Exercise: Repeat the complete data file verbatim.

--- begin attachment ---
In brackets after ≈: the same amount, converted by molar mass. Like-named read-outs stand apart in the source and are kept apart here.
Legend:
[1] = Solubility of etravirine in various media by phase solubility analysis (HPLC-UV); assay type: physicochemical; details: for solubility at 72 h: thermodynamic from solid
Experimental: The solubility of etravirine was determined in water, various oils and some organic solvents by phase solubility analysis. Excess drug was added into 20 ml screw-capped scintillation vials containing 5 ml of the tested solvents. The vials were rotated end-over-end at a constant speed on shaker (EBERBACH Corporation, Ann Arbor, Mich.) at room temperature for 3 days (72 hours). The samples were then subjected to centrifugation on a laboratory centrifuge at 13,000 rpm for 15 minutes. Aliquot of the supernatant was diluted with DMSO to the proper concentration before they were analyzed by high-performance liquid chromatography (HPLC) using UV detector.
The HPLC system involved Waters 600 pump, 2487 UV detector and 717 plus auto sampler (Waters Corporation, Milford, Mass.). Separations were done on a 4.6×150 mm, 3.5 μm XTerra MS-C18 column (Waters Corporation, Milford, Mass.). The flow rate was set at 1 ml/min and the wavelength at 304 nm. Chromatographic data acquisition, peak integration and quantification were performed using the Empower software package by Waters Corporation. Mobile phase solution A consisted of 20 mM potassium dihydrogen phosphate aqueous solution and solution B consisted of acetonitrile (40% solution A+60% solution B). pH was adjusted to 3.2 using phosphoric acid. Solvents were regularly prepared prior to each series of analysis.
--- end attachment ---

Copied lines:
In brackets after ≈: the same amount, converted by molar mass. Like-named read-outs stand apart in the source and are kept apart here.
Legend:
[1] = Solubility of etravirine in various media by phase solubility analysis (HPLC-UV); assay type: physicochemical; details: for solubility at 72 h: thermodynamic from solid
Experimental: The solubility of etravirine was determined in water, various oils and some organic solvents by phase solubility analysis. Excess drug was added into 20 ml screw-capped scintillation vials containing 5 ml of the tested solvents. The vials were rotated end-over-end at a constant speed on shaker (EBERBACH Corporation, Ann Arbor, Mich.) at room temperature for 3 days (72 hours). The samples were then subjected to centrifugation on a laboratory centrifuge at 13,000 rpm for 15 minutes. Aliquot of the supernatant was diluted with DMSO to the proper concentration before they were analyzed by high-performance liquid chromatography (HPLC) using UV detector.
The HPLC system involved Waters 600 pump, 2487 UV detector and 717 plus auto sampler (Waters Corporation, Milford, Mass.). Separations were done on a 4.6×150 mm, 3.5 μm XTerra MS-C18 column (Waters Corporation, Milford, Mass.). The flow rate was set at 1 ml/min and the wavelength at 304 nm. Chromatographic data acquisition, peak integration and quantification were performed using the Empower software package by Waters Corporation. Mobile phase solution A consisted of 20 mM potassium dihydrogen phosphate aqueous solution and solution B consisted of acetonitrile (40% solution A+60% solution B). pH was adjusted to 3.2 using phosphoric acid. Solvents were regularly prepared prior to each series of analysis.